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Oregon Grape

Edible Edible Autumn Autumn Spring Spring Summer Summer Winter Winter

A common member of the Barberry family that can now be found in parks, gardens and some woodland.

Hedgerow Type
Common Names Oregon Grape, Holly Leaved Barberry, Oregon Holly
Scientific Name Mahonia aquifolium
Season Start Jan
Season End Dec
Please note that each and every hedgerow item you come across may vary in appearance to these photos.

Leaves

Shiny with sharp spikes, looking just like a holly leaf.

Flowers

Small bright yellow flowers hanging in dense clusters above the leaves in either Spring, Summer, Autumn or even Winter.

Fruit

Long clusters of Purple to Black berries covered in a light bloom giving them a blue appearance.

Stem

Woody.

Habitat

Mainly in gardens and parks but occasionally spread to the wild as this picture of Mahonia in woodland shows.

Possible Confusion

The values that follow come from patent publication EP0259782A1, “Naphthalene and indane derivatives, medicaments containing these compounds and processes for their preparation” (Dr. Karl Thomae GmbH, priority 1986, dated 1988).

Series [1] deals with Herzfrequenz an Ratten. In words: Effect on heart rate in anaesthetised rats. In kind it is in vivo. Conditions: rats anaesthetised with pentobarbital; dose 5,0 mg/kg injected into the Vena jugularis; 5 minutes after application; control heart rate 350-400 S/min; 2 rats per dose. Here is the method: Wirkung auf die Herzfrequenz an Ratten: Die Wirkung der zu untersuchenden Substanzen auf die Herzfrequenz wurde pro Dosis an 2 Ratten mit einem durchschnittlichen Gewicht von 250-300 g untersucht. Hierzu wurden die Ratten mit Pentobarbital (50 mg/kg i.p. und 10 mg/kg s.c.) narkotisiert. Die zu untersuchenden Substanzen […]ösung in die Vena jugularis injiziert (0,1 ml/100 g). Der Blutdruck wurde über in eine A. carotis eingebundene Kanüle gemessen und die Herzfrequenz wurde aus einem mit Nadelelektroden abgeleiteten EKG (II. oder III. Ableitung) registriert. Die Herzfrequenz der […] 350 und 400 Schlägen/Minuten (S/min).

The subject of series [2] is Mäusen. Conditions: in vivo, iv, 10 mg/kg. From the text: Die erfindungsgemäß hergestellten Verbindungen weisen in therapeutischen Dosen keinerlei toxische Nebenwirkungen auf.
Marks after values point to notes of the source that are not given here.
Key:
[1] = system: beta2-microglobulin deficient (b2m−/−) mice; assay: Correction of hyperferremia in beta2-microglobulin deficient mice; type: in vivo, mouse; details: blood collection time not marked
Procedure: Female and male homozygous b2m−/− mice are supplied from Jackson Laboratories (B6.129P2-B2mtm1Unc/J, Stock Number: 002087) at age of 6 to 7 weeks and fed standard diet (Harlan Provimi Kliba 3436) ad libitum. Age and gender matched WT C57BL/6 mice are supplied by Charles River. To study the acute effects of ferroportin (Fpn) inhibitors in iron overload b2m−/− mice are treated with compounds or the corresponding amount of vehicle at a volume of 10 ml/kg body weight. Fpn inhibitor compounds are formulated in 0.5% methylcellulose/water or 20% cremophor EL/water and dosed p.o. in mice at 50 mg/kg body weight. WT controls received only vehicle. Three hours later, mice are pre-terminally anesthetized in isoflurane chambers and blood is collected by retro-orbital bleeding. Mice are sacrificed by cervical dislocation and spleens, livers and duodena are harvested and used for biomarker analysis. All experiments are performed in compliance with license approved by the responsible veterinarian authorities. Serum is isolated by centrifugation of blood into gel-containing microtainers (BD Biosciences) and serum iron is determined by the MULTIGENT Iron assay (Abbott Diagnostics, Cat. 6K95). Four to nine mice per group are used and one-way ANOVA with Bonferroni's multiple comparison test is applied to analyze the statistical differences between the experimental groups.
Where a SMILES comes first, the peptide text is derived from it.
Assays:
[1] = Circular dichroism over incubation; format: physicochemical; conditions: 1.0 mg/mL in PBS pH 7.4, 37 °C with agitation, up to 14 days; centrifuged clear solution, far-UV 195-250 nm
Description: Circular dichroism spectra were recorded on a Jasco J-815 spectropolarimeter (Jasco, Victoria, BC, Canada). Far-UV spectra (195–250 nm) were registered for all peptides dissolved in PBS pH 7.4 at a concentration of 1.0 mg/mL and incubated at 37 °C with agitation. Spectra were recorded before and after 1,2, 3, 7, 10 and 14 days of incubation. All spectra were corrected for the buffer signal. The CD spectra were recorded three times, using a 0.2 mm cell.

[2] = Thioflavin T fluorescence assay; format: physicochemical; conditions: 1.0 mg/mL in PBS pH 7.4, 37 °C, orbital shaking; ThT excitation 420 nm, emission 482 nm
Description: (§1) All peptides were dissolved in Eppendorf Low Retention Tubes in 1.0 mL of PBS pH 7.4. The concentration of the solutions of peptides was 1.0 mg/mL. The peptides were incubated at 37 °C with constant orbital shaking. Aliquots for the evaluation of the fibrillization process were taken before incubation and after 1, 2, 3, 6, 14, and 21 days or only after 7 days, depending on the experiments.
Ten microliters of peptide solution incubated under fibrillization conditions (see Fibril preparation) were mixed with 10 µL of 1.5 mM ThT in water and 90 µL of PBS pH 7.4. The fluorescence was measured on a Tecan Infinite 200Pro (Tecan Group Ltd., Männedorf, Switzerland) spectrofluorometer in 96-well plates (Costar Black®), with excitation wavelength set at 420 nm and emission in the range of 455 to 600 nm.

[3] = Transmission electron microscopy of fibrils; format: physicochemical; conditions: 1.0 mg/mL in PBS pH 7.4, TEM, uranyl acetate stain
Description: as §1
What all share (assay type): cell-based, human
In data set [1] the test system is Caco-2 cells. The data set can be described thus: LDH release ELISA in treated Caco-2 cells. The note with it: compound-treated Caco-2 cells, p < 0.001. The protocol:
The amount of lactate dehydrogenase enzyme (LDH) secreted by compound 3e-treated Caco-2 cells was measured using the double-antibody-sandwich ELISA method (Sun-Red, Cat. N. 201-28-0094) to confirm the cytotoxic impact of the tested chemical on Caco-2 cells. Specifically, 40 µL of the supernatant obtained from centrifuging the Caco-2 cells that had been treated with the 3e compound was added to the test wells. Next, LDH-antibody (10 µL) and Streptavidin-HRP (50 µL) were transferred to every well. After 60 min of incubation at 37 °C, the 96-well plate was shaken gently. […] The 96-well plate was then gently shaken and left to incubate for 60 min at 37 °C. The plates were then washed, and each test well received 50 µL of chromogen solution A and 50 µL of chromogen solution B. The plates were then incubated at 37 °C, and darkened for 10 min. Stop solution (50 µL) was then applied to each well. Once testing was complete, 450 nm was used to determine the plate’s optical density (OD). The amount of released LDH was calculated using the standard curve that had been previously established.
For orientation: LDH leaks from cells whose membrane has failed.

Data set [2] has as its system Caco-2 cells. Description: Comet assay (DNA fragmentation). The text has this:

Holly looks similar but the fruits of holly are orange/red.

Taste

The berries can be very tart but mixed with other sweet berries or with the addition of honey or sugar they are quite delicious.

Frequency

Becoming more common.

Collecting

The ripe berries should be very dark blue to black with a white sheen.

Medicinal Uses

Mahonia has been used to treat eczema and psoriasis but can cause a rash itself and side effects include a burning sensation, hardly a relief from the symptoms of eczema or psoriasis I’d have thought.

Other Facts

The inner bark and roots can be used to make a yellow dye.

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